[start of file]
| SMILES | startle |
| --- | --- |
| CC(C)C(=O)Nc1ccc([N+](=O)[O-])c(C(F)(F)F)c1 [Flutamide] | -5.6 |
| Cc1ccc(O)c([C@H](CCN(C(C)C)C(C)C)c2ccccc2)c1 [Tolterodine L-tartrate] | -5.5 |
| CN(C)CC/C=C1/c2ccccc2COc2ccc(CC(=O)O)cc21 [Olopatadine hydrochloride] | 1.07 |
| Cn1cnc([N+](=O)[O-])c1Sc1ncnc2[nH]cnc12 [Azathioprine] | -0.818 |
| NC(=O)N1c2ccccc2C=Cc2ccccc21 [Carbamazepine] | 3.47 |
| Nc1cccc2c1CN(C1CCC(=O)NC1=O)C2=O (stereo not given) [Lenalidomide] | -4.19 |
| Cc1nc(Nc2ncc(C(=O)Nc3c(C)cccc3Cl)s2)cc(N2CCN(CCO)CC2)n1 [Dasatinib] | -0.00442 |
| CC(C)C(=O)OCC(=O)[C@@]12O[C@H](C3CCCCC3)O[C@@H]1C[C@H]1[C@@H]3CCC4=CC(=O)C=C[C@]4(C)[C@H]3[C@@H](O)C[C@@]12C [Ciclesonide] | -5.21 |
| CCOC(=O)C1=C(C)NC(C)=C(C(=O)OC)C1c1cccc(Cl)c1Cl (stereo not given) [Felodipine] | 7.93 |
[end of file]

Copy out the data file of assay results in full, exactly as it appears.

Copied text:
| SMILES | startle |
| --- | --- |
| CC(C)C(=O)Nc1ccc([N+](=O)[O-])c(C(F)(F)F)c1 [Flutamide] | -5.6 |
| Cc1ccc(O)c([C@H](CCN(C(C)C)C(C)C)c2ccccc2)c1 [Tolterodine L-tartrate] | -5.5 |
| CN(C)CC/C=C1/c2ccccc2COc2ccc(CC(=O)O)cc21 [Olopatadine hydrochloride] | 1.07 |
| Cn1cnc([N+](=O)[O-])c1Sc1ncnc2[nH]cnc12 [Azathioprine] | -0.818 |
| NC(=O)N1c2ccccc2C=Cc2ccccc21 [Carbamazepine] | 3.47 |
| Nc1cccc2c1CN(C1CCC(=O)NC1=O)C2=O (stereo not given) [Lenalidomide] | -4.19 |
| Cc1nc(Nc2ncc(C(=O)Nc3c(C)cccc3Cl)s2)cc(N2CCN(CCO)CC2)n1 [Dasatinib] | -0.00442 |
| CC(C)C(=O)OCC(=O)[C@@]12O[C@H](C3CCCCC3)O[C@@H]1C[C@H]1[C@@H]3CCC4=CC(=O)C=C[C@]4(C)[C@H]3[C@@H](O)C[C@@]12C [Ciclesonide] | -5.21 |
| CCOC(=O)C1=C(C)NC(C)=C(C(=O)OC)C1c1cccc(Cl)c1Cl (stereo not given) [Felodipine] | 7.93 |